Upgrading a Database from InfiniteGraph 3.0 to 3.1

Submitted by tnatar on September 9, 2013 - 9:38am InfiniteGraph provides an igupgrade tool that lets you upgrade a graph database instance to the current InfiniteGraph release. Before performing an upgrade, make a backup copy of your graph database. When running igupgrade, make sure that the graph database being upgraded is not being used (it should be offline). To upgrade your graph database using the command line: Make a backup of the graph database to be upgraded. Go to the directory where the boot file and the federated database file is located. Recover all transactions of the federated database, by using the command: oocleanup -local myGraph.boot Perform a basic backup, by using the command: oobackup -full -destination fullPathOfBackupDir myGraph.boot Make sure no one is currently using the graph database. Run the igupgrade tool, by using the command: ​igupgrade -bootfile myGraph.boot ​The command prompt will display a message whether the database was upgraded, or if upgrading is not required since it’s already the latest version. Product:  InfiniteGraph Version:  3.1...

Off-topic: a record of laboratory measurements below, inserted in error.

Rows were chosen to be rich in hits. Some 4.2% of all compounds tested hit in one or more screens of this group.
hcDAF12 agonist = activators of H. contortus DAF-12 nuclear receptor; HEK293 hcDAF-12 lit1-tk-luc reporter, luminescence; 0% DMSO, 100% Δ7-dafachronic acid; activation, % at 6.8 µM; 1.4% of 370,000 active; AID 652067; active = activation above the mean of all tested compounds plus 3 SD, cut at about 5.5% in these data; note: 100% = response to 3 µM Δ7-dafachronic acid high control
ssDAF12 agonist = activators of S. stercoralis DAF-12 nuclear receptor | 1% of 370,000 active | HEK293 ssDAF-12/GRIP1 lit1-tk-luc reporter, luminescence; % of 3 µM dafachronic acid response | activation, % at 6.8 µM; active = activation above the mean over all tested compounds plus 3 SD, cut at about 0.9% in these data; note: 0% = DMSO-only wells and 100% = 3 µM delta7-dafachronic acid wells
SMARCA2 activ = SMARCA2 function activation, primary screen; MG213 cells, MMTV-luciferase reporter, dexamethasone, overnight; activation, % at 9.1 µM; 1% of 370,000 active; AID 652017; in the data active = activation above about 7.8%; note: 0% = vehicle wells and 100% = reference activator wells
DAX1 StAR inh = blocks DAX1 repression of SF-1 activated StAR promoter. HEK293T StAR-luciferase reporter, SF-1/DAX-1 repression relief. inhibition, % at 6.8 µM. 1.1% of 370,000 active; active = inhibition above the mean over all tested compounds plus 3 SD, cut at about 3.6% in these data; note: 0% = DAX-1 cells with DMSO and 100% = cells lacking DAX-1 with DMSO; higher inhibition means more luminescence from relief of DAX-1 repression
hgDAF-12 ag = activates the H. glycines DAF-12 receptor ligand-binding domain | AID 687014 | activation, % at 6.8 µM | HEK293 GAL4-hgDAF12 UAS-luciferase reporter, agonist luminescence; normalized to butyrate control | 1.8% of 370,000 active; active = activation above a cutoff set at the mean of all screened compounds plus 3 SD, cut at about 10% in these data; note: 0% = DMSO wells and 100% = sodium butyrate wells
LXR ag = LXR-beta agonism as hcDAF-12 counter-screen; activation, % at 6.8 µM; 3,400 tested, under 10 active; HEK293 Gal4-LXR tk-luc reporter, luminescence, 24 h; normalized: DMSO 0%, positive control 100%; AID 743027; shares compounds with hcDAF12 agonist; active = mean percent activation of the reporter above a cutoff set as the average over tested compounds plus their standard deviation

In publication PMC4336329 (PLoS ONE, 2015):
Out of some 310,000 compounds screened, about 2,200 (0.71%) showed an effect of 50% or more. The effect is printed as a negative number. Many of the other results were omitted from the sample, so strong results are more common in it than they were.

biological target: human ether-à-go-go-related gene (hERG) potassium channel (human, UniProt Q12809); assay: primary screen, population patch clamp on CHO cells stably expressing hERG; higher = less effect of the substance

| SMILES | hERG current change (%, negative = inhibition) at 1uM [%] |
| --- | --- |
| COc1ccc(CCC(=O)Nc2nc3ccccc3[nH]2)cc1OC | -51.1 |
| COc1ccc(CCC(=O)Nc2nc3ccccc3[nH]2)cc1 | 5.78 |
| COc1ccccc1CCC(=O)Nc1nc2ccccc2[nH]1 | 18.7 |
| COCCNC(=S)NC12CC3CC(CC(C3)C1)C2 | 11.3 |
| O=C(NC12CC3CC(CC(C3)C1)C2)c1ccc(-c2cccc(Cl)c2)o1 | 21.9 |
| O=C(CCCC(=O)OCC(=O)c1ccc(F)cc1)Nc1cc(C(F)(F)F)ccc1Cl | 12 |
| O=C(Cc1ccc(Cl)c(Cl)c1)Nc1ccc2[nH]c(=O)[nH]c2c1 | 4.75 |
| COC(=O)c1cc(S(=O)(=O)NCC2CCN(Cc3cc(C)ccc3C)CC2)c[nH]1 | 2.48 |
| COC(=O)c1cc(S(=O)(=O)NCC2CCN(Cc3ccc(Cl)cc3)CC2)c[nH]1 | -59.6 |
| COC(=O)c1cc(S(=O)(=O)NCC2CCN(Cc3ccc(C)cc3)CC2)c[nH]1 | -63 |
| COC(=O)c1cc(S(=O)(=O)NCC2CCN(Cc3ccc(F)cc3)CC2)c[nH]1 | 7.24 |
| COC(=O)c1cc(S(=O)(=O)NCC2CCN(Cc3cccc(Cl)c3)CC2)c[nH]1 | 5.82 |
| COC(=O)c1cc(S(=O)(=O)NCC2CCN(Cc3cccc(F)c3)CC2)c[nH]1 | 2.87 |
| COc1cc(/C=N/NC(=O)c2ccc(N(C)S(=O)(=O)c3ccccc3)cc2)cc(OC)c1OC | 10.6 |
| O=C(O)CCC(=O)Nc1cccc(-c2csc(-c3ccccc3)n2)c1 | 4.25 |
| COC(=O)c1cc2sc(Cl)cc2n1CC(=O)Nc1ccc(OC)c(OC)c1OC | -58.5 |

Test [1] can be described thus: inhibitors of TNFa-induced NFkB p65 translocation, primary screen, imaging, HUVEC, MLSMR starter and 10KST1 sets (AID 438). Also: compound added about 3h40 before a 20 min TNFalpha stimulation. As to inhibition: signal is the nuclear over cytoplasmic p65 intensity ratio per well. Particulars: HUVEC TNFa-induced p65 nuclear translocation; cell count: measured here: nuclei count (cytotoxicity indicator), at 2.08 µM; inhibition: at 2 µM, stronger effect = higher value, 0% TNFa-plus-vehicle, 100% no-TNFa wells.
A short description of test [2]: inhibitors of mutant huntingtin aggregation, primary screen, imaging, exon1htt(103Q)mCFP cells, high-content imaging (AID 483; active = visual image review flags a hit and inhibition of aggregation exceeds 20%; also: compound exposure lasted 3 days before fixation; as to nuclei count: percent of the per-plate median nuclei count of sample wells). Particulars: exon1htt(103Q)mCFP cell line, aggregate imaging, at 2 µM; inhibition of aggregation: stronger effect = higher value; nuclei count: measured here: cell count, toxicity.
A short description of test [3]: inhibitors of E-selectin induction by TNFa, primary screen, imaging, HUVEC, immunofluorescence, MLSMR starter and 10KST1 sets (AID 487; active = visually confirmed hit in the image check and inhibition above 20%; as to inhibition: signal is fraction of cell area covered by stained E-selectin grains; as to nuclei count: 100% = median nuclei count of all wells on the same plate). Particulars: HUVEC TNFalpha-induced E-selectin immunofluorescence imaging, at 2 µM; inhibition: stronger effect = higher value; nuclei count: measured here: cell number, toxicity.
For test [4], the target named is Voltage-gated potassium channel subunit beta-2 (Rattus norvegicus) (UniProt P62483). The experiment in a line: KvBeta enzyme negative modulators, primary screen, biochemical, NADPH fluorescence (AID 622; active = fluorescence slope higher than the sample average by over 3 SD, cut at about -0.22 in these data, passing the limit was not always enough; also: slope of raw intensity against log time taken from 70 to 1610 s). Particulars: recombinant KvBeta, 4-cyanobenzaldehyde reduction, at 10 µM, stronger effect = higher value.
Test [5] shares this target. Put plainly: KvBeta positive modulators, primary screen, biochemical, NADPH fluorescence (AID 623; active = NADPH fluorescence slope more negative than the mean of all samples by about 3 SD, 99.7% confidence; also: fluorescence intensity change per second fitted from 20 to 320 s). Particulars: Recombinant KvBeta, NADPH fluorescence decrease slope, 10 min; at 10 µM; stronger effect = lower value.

Upgrading Your Federated Database to New Catalogs

Submitted by tnatar on September 6, 2013 - 8:54am Terms used and their meanings fd – federated database db - database old catalogs – pre-R9.0 internal database format new catalogs – R9.0 or later version’s internal database format Reason to upgrade Starting from Release 11.3, support for the old catalog format is no longer available. R11.2 is the last release of Objy that is backwards compatible with dbs using old catalogs. Identify if you are using old catalogs You will most likely have fds or dbs with old catalogs if you created them using a pre-R9.0 version of Objy/DB. You can be using an R9.0 or later version of Objy/DB but still use old catalog fds or dbs. How to check if you have old catalog fds or dbs If you are not sure whether the fds or dbs are using old catalogs or new catalogs, you can determine that by using one of these two methods below: Run oofile on the fd or any individual database files, to see the release with which they are compatible. If the output displays: Compatible with Objectivity release 5 through 11 The fd or db is using old catalogs. If the output displays: Compatible with Objectivity release 9 or later The fd or db is using new catalogs. Write a utility program that calls isR9catalog() on a handle to the fd or an individual database. If the API call returns 0, The fd or db is using old catalogs. If the API call returns 1, The fd or db is using new catalogs. How to upgrade from old catalogs to new catalogs...